On the Washes: the water margin

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The kink in the Western bank between Earith and Sutton Gault is the ‘Gullet’ it’s a feature I can’t fly directly over, unless its blowing a gale, as it forms one corner of the approach to Meadowlands aerodrome. The Gullet is where the bank is diverted around a deep pool at the point where Tubb’s Drove meets the Old Bedford River, my guess is this was an important cattle watering hole prior to the creation of the Washes requiring access over the bank in summer.

The Gullet has 3 surviving supports for the experimental Hovertrain track which was built on the bank in 1973. Apart form the shed at Earith the 3 concrete piers are all that survives of the project.


The great days of wind and steam powered pumps are over. Gall Fen is drained by this modest installation.

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There was a real kick (20-25mph)  in the wind but the Easterly vector is rare event and I wanted to exploit it. Good soft kites for this kind of wind speed have been a problem and the KAPfoil 1.6 is the 3rd candidate on test. The Didak Explorer 1.6 does well but is fairly mobile, the ITW Ultrafoil 15 is a shocker and best yet is the KAPfoil 1.6 the only drawback being the effort of recovery, a tie off and walking down the line is the easiest method. Walking it up-wind is a real work out.


Best soft kite for Bft 5? KAPfoil 1.6. and the more tail the better.

Walking down wind with the camea before me, pinned to the sky by Ralf Beutnagel’s superb KAPfoil1.6 the joy of KAP is realised every time I look in the viewfinder. Provided I keep walking the line is slack. Shots are sharp and the mysterious wetlands are revealed. The Washes rustle in the breeze and all around birds wheel in flocks chattering and honking as they go.  The kite rides the clean flow silkily and with the wind at my back all is peaceful, my feet feather light on the bank as the kite takes the load.



About billboyheritagesurvey

Heritage worker
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4 Responses to On the Washes: the water margin

  1. Ramon says:

    What a nice recital, Bill. It’s almost poetry.

    I understand you are quite pleased with your KAPfoil. I need to know some more about this kite. Time for some studying on it.



    • Thanks for taking a look Ramon,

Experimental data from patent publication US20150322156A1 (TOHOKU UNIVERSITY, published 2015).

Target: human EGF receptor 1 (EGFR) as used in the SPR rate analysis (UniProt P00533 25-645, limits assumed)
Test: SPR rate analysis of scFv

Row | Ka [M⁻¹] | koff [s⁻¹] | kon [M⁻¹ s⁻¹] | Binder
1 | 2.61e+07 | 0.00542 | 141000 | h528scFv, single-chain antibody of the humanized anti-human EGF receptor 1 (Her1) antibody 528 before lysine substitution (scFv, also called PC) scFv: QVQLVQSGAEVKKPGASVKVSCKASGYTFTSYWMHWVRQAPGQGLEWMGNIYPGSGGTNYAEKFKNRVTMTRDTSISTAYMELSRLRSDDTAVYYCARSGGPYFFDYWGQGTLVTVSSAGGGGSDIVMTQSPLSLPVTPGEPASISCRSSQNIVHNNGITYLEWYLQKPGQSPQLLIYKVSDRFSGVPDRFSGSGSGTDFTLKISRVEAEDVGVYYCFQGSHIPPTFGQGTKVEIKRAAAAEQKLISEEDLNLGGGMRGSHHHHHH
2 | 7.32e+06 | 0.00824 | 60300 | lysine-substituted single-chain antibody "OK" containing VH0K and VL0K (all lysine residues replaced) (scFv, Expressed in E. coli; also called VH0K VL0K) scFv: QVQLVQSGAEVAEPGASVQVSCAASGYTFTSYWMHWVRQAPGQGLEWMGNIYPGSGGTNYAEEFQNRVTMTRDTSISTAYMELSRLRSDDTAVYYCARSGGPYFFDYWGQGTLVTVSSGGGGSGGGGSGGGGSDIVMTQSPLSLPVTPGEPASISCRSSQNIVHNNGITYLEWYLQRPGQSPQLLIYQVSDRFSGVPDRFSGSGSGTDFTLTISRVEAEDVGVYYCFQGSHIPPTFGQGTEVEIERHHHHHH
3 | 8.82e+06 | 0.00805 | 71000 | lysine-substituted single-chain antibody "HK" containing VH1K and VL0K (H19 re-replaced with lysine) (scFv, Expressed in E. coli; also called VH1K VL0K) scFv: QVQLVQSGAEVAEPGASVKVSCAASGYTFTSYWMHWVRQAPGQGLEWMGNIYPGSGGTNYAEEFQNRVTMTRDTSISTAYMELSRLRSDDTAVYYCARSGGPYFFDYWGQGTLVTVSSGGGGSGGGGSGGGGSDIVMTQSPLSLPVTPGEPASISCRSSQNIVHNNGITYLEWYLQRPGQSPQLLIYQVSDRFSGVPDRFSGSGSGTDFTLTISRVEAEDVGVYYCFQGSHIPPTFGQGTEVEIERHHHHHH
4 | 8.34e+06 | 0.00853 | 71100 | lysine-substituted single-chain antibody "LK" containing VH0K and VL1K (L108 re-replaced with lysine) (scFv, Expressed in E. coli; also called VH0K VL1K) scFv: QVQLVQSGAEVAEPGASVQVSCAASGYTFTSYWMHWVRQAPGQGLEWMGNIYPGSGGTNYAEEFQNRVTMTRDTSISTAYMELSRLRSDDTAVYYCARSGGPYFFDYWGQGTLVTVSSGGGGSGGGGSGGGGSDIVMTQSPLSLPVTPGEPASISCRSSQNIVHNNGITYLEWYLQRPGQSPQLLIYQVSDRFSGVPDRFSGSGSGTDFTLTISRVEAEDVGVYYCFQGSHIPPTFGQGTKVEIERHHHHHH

At KAPiNed 2010 Ralf explained his design rationale for the KAPfoil. At that time he made it 8msq and it was an industrial effort to manage it. Stable yes, mobile no. Since then it’s been put into production by HQ and smaller sizes (3m and 5.5m) have appeared. 1.6 is the smallest they do.

      Compared to the delta (say PFK Nighthawk for Bft5) they are arm rippingly powerful, maintaining slack line means a walk down wind with it.

      I find the wear & tear on the high speed deltas worrying- my Trooper has the stitching worn away where the spreader spar rubs the wing, the soft kites wear differently: so far the KAPfoil is holding up but its early days yet.

      Bft 5 is a tough place for kites even Mike LeDucs DS approach has its limits, with serious heeling above 20mph.

      One day soon I’ll get the 3 soft Bft5 contenders in the sky at the same time….

      Hope your feet are dry,


  2. Ramon says:

    Feet are indeed dry here, no worries about that. Thanks for your ‘review’ on the new sparless flyers. Appearantly you fly your kites more often than I do – e.g. the Trooper I bought a couple of years ago is still in new state.

    I stopped using my Rhombus Power Sled about 1 year after my first KAP outing back in 2006 because of its tendency to collapse in bumpy winds. Eversince I’ve solely flown sparred kites. But maybe, maybe I’m gonna purchase a KAPfoil for the milder winds. Thinking of buying the 3.0…

    What d’you think, Bill?



    P.S. would’ve loved to attend your workshop, but too much salty H2O between us :0)

    • The KAPfoil is made by HQ nad they have used a heavy gauge fabric, it’s what they do: they make these things to last. The consequence of that is they (based on experience with their Prinzler Flowform 2.0) are poor in light wind. A 3.0 might do better in the light stuff but it will certainly need a tail- it’s designed to work with one.

      I can’t say much about the 3.0 as I’ve not flown it. I expect it has a powerfull pull.

      What I can say is wear and tear on the deltas takes its toll. My Trooper needs re-stititching at the spreader pockets, both of my 9′ Levis heel and my Nighthawk is in tatters on the trailing edge. I don’t think I’m hard on them just frequent. The R 8 is doing the best, probabaly because I only fly it in light stuff. The soft kites do better but are tricky to repair.

      The ‘Power sleds’ are not nice, flown once- never again, like you once that collapse has happened that’s enough.

      For the workshop I want the option of bundling everything onto the bike to ferry it back to the start for the next batch of folk to take the walk. The soft kites are best for that.

      Best not to make any big travel plans to catch me flying- the weather is fickle!


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